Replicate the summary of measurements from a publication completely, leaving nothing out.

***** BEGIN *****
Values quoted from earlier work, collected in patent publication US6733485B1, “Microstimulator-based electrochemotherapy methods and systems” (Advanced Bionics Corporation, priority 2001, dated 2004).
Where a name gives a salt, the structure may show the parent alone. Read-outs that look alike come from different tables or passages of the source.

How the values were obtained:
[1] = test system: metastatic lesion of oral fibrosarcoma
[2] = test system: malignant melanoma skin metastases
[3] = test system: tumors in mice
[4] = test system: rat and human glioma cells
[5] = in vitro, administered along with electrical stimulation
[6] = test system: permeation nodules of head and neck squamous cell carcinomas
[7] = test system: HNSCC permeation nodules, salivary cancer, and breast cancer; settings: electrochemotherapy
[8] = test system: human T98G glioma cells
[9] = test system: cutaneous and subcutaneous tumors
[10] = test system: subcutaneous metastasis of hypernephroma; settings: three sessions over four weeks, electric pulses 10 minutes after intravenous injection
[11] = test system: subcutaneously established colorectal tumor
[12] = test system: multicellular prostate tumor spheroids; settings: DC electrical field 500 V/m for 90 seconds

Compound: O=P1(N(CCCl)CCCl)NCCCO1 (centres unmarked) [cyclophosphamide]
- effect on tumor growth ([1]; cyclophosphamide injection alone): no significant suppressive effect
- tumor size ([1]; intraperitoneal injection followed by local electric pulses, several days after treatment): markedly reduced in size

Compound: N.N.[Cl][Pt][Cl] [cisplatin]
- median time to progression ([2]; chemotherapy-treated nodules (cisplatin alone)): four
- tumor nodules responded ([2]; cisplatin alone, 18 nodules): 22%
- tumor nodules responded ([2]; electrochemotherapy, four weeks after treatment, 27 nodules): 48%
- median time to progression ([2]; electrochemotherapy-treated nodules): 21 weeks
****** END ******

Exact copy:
Values quoted from earlier work, collected in patent publication US6733485B1, “Microstimulator-based electrochemotherapy methods and systems” (Advanced Bionics Corporation, priority 2001, dated 2004).
Where a name gives a salt, the structure may show the parent alone. Read-outs that look alike come from different tables or passages of the source.

How the values were obtained:
[1] = test system: metastatic lesion of oral fibrosarcoma
[2] = test system: malignant melanoma skin metastases
[3] = test system: tumors in mice
[4] = test system: rat and human glioma cells
[5] = in vitro, administered along with electrical stimulation
[6] = test system: permeation nodules of head and neck squamous cell carcinomas
[7] = test system: HNSCC permeation nodules, salivary cancer, and breast cancer; settings: electrochemotherapy
[8] = test system: human T98G glioma cells
[9] = test system: cutaneous and subcutaneous tumors
[10] = test system: subcutaneous metastasis of hypernephroma; settings: three sessions over four weeks, electric pulses 10 minutes after intravenous injection
[11] = test system: subcutaneously established colorectal tumor
[12] = test system: multicellular prostate tumor spheroids; settings: DC electrical field 500 V/m for 90 seconds

Compound: O=P1(N(CCCl)CCCl)NCCCO1 (centres unmarked) [cyclophosphamide]
- effect on tumor growth ([1]; cyclophosphamide injection alone): no significant suppressive effect
- tumor size ([1]; intraperitoneal injection followed by local electric pulses, several days after treatment): markedly reduced in size

Compound: N.N.[Cl][Pt][Cl] [cisplatin]
- median time to progression ([2]; chemotherapy-treated nodules (cisplatin alone)): four
- tumor nodules responded ([2]; cisplatin alone, 18 nodules): 22%
- tumor nodules responded ([2]; electrochemotherapy, four weeks after treatment, 27 nodules): 48%
- median time to progression ([2]; electrochemotherapy-treated nodules): 21 weeks